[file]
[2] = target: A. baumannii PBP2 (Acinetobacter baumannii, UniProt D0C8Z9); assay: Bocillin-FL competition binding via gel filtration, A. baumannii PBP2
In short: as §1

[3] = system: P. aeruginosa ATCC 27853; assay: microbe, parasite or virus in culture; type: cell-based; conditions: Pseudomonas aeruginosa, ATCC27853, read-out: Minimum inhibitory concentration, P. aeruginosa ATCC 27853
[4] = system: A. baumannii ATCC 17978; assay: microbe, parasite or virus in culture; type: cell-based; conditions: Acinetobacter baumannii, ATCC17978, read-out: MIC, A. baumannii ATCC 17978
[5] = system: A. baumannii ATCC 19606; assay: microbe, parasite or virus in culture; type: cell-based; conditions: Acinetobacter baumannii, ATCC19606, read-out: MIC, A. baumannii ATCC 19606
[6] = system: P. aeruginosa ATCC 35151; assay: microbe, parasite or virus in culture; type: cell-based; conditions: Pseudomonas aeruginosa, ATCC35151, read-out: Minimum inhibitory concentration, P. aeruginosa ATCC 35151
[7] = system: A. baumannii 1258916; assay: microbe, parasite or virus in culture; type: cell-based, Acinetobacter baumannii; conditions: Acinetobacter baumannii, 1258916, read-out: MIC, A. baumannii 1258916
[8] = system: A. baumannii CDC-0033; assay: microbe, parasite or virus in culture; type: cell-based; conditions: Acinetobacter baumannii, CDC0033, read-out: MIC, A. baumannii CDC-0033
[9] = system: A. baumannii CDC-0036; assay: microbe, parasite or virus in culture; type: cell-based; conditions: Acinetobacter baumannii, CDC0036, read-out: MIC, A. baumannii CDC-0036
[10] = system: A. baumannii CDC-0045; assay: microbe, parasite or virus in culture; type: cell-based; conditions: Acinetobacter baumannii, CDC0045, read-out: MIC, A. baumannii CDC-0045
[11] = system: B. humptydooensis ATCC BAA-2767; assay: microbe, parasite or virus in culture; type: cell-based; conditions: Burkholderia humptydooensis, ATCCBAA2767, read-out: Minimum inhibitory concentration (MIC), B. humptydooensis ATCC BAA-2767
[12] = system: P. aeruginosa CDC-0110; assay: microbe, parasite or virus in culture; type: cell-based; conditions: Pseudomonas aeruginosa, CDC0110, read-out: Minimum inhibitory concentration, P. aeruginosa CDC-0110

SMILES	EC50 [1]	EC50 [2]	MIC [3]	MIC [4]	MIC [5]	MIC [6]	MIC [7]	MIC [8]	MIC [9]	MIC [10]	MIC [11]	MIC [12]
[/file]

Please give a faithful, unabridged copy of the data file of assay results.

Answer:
[2] = target: A. baumannii PBP2 (Acinetobacter baumannii, UniProt D0C8Z9); assay: Bocillin-FL competition binding via gel filtration, A. baumannii PBP2
In short: as §1

[3] = system: P. aeruginosa ATCC 27853; assay: microbe, parasite or virus in culture; type: cell-based; conditions: Pseudomonas aeruginosa, ATCC27853, read-out: Minimum inhibitory concentration, P. aeruginosa ATCC 27853
[4] = system: A. baumannii ATCC 17978; assay: microbe, parasite or virus in culture; type: cell-based; conditions: Acinetobacter baumannii, ATCC17978, read-out: MIC, A. baumannii ATCC 17978
[5] = system: A. baumannii ATCC 19606; assay: microbe, parasite or virus in culture; type: cell-based; conditions: Acinetobacter baumannii, ATCC19606, read-out: MIC, A. baumannii ATCC 19606
[6] = system: P. aeruginosa ATCC 35151; assay: microbe, parasite or virus in culture; type: cell-based; conditions: Pseudomonas aeruginosa, ATCC35151, read-out: Minimum inhibitory concentration, P. aeruginosa ATCC 35151
[7] = system: A. baumannii 1258916; assay: microbe, parasite or virus in culture; type: cell-based, Acinetobacter baumannii; conditions: Acinetobacter baumannii, 1258916, read-out: MIC, A. baumannii 1258916
[8] = system: A. baumannii CDC-0033; assay: microbe, parasite or virus in culture; type: cell-based; conditions: Acinetobacter baumannii, CDC0033, read-out: MIC, A. baumannii CDC-0033
[9] = system: A. baumannii CDC-0036; assay: microbe, parasite or virus in culture; type: cell-based; conditions: Acinetobacter baumannii, CDC0036, read-out: MIC, A. baumannii CDC-0036
[10] = system: A. baumannii CDC-0045; assay: microbe, parasite or virus in culture; type: cell-based; conditions: Acinetobacter baumannii, CDC0045, read-out: MIC, A. baumannii CDC-0045
[11] = system: B. humptydooensis ATCC BAA-2767; assay: microbe, parasite or virus in culture; type: cell-based; conditions: Burkholderia humptydooensis, ATCCBAA2767, read-out: Minimum inhibitory concentration (MIC), B. humptydooensis ATCC BAA-2767
[12] = system: P. aeruginosa CDC-0110; assay: microbe, parasite or virus in culture; type: cell-based; conditions: Pseudomonas aeruginosa, CDC0110, read-out: Minimum inhibitory concentration, P. aeruginosa CDC-0110

SMILES	EC50 [1]	EC50 [2]	MIC [3]	MIC [4]	MIC [5]	MIC [6]	MIC [7]	MIC [8]	MIC [9]	MIC [10]	MIC [11]	MIC [12]